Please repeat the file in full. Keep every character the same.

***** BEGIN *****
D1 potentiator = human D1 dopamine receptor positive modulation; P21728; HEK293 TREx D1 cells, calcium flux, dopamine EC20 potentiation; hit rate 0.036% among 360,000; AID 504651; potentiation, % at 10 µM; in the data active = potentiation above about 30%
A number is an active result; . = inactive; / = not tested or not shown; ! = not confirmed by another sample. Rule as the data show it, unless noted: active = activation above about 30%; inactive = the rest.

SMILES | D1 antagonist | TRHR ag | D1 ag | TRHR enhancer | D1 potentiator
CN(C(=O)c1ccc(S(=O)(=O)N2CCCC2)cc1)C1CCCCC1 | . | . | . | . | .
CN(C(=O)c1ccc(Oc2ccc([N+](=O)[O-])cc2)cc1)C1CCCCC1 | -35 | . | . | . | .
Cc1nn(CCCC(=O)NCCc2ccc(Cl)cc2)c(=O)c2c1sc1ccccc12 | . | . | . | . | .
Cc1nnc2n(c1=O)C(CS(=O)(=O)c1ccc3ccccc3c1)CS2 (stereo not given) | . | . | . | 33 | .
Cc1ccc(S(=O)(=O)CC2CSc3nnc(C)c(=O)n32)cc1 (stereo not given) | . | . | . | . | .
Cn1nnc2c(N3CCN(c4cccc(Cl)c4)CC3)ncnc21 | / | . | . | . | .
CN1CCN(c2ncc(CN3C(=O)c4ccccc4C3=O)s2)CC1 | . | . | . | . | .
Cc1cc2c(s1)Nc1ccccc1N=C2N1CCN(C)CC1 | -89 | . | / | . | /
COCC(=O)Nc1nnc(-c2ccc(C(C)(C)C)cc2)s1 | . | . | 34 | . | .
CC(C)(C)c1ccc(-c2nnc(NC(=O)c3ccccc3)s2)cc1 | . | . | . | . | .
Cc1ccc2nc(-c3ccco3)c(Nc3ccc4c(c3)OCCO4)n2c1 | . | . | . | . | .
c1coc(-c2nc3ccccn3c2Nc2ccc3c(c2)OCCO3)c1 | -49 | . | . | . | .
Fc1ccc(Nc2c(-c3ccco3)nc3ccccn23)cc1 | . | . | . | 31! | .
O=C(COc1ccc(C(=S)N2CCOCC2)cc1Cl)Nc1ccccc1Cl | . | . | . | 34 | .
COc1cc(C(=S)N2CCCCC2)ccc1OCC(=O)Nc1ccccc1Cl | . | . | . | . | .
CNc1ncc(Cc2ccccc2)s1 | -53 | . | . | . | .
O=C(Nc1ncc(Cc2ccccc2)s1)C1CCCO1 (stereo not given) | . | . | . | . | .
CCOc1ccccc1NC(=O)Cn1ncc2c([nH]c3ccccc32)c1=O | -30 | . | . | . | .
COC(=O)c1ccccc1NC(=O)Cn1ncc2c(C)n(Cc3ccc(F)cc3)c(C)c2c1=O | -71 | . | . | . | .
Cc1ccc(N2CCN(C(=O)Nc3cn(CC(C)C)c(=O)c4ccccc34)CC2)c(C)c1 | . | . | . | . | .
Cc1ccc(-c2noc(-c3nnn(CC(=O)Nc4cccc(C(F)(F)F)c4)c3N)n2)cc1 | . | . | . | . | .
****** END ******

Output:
D1 potentiator = human D1 dopamine receptor positive modulation; P21728; HEK293 TREx D1 cells, calcium flux, dopamine EC20 potentiation; hit rate 0.036% among 360,000; AID 504651; potentiation, % at 10 µM; in the data active = potentiation above about 30%
A number is an active result; . = inactive; / = not tested or not shown; ! = not confirmed by another sample. Rule as the data show it, unless noted: active = activation above about 30%; inactive = the rest.

SMILES | D1 antagonist | TRHR ag | D1 ag | TRHR enhancer | D1 potentiator
CN(C(=O)c1ccc(S(=O)(=O)N2CCCC2)cc1)C1CCCCC1 | . | . | . | . | .
CN(C(=O)c1ccc(Oc2ccc([N+](=O)[O-])cc2)cc1)C1CCCCC1 | -35 | . | . | . | .
Cc1nn(CCCC(=O)NCCc2ccc(Cl)cc2)c(=O)c2c1sc1ccccc12 | . | . | . | . | .
Cc1nnc2n(c1=O)C(CS(=O)(=O)c1ccc3ccccc3c1)CS2 (stereo not given) | . | . | . | 33 | .
Cc1ccc(S(=O)(=O)CC2CSc3nnc(C)c(=O)n32)cc1 (stereo not given) | . | . | . | . | .
Cn1nnc2c(N3CCN(c4cccc(Cl)c4)CC3)ncnc21 | / | . | . | . | .
CN1CCN(c2ncc(CN3C(=O)c4ccccc4C3=O)s2)CC1 | . | . | . | . | .
Cc1cc2c(s1)Nc1ccccc1N=C2N1CCN(C)CC1 | -89 | . | / | . | /
COCC(=O)Nc1nnc(-c2ccc(C(C)(C)C)cc2)s1 | . | . | 34 | . | .
CC(C)(C)c1ccc(-c2nnc(NC(=O)c3ccccc3)s2)cc1 | . | . | . | . | .
Cc1ccc2nc(-c3ccco3)c(Nc3ccc4c(c3)OCCO4)n2c1 | . | . | . | . | .
c1coc(-c2nc3ccccn3c2Nc2ccc3c(c2)OCCO3)c1 | -49 | . | . | . | .
Fc1ccc(Nc2c(-c3ccco3)nc3ccccn23)cc1 | . | . | . | 31! | .
O=C(COc1ccc(C(=S)N2CCOCC2)cc1Cl)Nc1ccccc1Cl | . | . | . | 34 | .
COc1cc(C(=S)N2CCCCC2)ccc1OCC(=O)Nc1ccccc1Cl | . | . | . | . | .
CNc1ncc(Cc2ccccc2)s1 | -53 | . | . | . | .
O=C(Nc1ncc(Cc2ccccc2)s1)C1CCCO1 (stereo not given) | . | . | . | . | .
CCOc1ccccc1NC(=O)Cn1ncc2c([nH]c3ccccc32)c1=O | -30 | . | . | . | .
COC(=O)c1ccccc1NC(=O)Cn1ncc2c(C)n(Cc3ccc(F)cc3)c(C)c2c1=O | -71 | . | . | . | .
Cc1ccc(N2CCN(C(=O)Nc3cn(CC(C)C)c(=O)c4ccccc34)CC2)c(C)c1 | . | . | . | . | .
Cc1ccc(-c2noc(-c3nnn(CC(=O)Nc4cccc(C(F)(F)F)c4)c3N)n2)cc1 | . | . | . | . | .